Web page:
Bernhoff writes, that for app designers, the challenge is to think about the points in time and space when someone pulls out a mobile device to access information relating to their immediate circumstance. Companies need to prepare for the ‘mobile mind-shift’ because it will change what customers expect and demand of an organization.

From a design perspective, Paul Adams, of Intercom, writes that, “The experience of our primary mobile screen being a bank of app icons that lead to independent destinations is dying”. The consequence of this is that it will change what we need to design and build.

He suggests that in the future, the primary interface for interacting with apps may not be the app itself. The app is primarily a publishing tool so the number one way people will use your app is through an interactive notification layer or aggregated card stream, not by opening the app itself.

But will apps disappear completely? Where apps might survive and thrive is in creating useful and contextually specific information for end users. We will still need apps to process data to present complex information in a functional and contextual format to the end user.

Where these apps will live on our mobile devices in the future is definitely open to change. According to Paul Adams, they may sit in the back-end, pushing content into a central experience with a card based notification center taking precedence.

Recently, at our North American user conference in Las Vegas, we detailed our mobile strategy to create cross platform mobile applications. Our strategy will help address the current opportunities and challenges of developing mobile apps.

What kind of future do you see for mobile apps? Will they become obsolete or do they just need to reconfigure their purpose? If you have an opinion on what the‘mobile mind-shift’ means for the future development of mobile apps, tell us about it!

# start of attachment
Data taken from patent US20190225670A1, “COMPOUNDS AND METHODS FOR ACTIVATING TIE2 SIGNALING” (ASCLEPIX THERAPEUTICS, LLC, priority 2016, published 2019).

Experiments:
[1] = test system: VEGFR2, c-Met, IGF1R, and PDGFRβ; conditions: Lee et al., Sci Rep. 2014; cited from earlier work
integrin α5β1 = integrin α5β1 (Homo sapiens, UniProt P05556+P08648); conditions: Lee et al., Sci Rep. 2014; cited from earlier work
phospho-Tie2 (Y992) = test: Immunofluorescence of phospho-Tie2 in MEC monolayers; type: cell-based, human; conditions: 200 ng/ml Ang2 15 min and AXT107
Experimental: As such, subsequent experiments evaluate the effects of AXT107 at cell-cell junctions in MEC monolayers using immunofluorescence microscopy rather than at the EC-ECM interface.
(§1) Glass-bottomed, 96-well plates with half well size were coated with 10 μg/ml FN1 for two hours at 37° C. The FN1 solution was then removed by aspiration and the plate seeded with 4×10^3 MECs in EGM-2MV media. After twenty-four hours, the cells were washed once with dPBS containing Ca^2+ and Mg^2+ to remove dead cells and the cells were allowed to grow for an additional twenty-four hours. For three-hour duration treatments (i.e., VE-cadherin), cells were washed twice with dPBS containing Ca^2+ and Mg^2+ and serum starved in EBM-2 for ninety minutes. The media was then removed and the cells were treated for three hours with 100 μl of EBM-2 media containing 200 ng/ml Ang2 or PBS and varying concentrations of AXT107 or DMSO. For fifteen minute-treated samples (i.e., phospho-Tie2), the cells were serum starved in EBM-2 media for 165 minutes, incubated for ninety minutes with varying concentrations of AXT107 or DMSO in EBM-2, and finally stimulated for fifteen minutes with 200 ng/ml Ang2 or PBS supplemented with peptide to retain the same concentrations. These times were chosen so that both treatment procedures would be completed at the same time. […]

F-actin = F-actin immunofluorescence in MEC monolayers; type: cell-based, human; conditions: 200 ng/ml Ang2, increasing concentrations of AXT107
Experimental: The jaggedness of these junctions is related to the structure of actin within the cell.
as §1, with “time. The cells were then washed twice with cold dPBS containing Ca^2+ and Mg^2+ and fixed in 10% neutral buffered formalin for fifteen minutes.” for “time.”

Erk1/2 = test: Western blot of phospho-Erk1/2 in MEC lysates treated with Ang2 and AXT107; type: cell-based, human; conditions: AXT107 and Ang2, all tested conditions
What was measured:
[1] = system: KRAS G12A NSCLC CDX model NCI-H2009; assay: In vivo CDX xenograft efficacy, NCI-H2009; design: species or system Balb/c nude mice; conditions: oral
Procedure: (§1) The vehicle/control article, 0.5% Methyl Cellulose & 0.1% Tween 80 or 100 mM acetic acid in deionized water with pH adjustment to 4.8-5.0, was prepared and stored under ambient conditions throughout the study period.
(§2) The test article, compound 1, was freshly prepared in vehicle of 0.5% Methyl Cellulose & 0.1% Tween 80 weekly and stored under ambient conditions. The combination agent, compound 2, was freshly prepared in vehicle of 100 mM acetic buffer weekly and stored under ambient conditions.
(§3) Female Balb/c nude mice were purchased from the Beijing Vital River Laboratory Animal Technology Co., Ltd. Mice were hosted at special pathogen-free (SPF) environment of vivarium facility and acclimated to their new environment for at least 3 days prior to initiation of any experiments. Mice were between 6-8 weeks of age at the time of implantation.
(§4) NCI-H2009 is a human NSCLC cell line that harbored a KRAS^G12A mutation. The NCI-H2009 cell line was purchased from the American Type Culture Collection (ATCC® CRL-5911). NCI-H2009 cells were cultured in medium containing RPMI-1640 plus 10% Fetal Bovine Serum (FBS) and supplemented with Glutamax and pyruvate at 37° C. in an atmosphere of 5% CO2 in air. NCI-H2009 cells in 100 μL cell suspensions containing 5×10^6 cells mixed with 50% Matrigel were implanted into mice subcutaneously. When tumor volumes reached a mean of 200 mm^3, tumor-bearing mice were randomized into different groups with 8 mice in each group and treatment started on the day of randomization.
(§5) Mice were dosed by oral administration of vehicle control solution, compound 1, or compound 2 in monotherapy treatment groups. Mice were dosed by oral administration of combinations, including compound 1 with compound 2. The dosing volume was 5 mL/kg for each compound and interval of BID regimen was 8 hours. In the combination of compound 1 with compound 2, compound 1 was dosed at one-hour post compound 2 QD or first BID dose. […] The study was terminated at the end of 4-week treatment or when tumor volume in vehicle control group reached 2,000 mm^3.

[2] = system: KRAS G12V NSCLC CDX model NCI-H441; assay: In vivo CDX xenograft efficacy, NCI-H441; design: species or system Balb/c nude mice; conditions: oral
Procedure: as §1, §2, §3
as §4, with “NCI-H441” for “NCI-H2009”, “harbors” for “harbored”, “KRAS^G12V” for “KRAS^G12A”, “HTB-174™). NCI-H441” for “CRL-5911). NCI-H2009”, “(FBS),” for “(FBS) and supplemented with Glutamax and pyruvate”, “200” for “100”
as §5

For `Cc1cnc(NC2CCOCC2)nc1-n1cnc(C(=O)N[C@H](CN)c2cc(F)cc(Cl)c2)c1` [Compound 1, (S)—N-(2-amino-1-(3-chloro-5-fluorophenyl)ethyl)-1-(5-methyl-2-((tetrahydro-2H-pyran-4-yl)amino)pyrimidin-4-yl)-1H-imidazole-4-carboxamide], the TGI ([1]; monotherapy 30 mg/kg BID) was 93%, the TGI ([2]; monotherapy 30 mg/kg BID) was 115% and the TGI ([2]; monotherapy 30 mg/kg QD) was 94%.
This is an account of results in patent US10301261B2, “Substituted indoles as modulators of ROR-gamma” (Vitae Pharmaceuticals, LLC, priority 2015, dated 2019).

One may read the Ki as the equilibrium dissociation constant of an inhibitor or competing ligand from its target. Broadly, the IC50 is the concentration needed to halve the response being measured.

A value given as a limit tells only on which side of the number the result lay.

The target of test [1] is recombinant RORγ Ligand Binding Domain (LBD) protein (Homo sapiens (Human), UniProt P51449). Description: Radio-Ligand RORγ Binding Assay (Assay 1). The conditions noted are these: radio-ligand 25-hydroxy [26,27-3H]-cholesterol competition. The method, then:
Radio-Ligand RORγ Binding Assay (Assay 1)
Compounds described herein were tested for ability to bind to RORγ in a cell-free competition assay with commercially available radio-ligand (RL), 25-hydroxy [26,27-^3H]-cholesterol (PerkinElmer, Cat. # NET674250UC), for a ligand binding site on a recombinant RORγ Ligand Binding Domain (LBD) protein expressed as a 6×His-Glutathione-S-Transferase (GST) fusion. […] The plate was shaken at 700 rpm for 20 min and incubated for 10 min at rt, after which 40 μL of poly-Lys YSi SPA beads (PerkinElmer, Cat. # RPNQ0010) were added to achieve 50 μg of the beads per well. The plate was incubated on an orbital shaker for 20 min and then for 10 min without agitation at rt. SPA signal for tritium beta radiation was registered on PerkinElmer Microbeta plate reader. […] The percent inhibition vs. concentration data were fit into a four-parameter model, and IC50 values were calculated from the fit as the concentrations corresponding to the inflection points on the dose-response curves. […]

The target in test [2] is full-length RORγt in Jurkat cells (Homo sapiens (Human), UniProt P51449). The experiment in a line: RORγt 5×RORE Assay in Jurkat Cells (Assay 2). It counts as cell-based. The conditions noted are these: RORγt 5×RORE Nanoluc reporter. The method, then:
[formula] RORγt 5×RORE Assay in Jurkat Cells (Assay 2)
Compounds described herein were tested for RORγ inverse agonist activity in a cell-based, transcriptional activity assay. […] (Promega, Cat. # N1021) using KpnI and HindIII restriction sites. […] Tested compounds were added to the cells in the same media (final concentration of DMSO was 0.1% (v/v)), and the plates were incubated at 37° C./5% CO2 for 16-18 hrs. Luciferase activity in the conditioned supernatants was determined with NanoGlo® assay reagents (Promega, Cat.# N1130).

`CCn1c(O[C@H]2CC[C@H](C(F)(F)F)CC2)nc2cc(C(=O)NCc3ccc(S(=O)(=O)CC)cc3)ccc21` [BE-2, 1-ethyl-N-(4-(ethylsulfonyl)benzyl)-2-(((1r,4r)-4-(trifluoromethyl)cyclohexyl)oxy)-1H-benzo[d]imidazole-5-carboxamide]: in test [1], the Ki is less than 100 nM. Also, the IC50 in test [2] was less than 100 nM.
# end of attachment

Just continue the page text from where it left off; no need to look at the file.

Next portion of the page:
Uniface Details its Mobile Strategy and Roadmap during North American User Group Event

Other Conference Highlights Include Keynotes from Forrester Research and Uniface 10 Workshops

photo 5

Uniface is hosting its annual North American user conference in Las Vegas this week, which brings together its many users from across the United States.

During the conference, Uniface will detail its mobile strategy to create cross platform mobile applications; and how it can help address the current opportunities and challenges of developing mobile apps. Mike Gualtieri, Principal Analyst, Forrester Research will add to the discussion with two keynote presentations – ‘Mobile Is the Norm, Now Innovation Must Begin’ and ‘ The Future of Application Development’. It is an information packed agenda with sessions updating attendees on the ‘new’ Uniface, customer presentations, Uniface 10 workshops, a speed networking event and much more.  This event kicks off a Uniface world tour to help customers address the pressing challenge of mobile development with events in Germany, the Netherlands, Mexico and Japan scheduled this year and other locations in the planning.

A toolbox in Uniface 10, anyone?

What’s an engineer without tools? The first hit of a Google search for the phrase “Engineer without Tools” is a quote from Star Trek Deep Space Nine – Millennium Book Three (Inferno): “He was alone and useless, an engineer without tools, … “